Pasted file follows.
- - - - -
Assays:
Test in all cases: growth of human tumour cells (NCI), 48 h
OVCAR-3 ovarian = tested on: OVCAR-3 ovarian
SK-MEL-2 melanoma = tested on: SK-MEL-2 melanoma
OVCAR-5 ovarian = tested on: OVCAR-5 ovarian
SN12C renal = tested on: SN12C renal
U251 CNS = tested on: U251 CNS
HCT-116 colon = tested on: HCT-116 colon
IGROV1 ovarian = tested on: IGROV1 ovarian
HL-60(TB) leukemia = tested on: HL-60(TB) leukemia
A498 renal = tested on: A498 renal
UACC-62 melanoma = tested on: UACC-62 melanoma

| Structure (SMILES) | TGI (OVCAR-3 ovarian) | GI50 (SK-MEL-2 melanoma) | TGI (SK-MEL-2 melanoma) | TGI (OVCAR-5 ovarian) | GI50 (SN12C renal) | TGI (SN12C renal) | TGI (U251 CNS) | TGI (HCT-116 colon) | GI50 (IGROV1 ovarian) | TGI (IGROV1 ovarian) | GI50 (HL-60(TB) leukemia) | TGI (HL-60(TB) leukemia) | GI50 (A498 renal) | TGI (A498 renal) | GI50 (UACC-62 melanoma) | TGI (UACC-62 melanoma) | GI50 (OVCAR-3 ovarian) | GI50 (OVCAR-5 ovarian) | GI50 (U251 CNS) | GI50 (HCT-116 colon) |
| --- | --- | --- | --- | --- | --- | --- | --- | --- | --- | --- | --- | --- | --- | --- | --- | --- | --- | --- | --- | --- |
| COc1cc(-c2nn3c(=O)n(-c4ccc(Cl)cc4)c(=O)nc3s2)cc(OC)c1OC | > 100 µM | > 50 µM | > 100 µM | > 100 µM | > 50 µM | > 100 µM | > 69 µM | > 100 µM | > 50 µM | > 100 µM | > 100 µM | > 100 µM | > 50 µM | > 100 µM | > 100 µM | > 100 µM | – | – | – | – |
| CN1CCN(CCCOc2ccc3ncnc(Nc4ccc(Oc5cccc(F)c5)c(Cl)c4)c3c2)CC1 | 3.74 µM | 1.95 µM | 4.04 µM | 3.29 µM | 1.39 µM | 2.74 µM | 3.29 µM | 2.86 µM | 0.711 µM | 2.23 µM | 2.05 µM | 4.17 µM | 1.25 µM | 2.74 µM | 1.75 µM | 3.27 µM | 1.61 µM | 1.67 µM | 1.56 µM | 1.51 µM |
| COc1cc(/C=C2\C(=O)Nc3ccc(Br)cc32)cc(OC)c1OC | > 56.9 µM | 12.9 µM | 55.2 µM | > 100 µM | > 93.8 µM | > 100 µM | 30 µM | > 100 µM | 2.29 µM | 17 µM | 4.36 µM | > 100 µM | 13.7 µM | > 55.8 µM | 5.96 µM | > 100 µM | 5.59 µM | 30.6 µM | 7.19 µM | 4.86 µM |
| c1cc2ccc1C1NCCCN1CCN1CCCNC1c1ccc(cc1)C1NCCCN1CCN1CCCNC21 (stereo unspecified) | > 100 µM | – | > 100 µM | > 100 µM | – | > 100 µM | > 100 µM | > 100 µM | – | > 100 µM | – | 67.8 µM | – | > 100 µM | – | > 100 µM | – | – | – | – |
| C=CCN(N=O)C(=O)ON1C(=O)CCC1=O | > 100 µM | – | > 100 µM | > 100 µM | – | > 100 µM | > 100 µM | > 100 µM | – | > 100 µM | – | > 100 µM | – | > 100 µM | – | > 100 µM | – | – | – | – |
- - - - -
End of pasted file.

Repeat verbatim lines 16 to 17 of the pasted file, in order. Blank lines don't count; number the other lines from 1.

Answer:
| CN1CCN(CCCOc2ccc3ncnc(Nc4ccc(Oc5cccc(F)c5)c(Cl)c4)c3c2)CC1 | 3.74 µM | 1.95 µM | 4.04 µM | 3.29 µM | 1.39 µM | 2.74 µM | 3.29 µM | 2.86 µM | 0.711 µM | 2.23 µM | 2.05 µM | 4.17 µM | 1.25 µM | 2.74 µM | 1.75 µM | 3.27 µM | 1.61 µM | 1.67 µM | 1.56 µM | 1.51 µM |
| COc1cc(/C=C2\C(=O)Nc3ccc(Br)cc32)cc(OC)c1OC | > 56.9 µM | 12.9 µM | 55.2 µM | > 100 µM | > 93.8 µM | > 100 µM | 30 µM | > 100 µM | 2.29 µM | 17 µM | 4.36 µM | > 100 µM | 13.7 µM | > 55.8 µM | 5.96 µM | > 100 µM | 5.59 µM | 30.6 µM | 7.19 µM | 4.86 µM |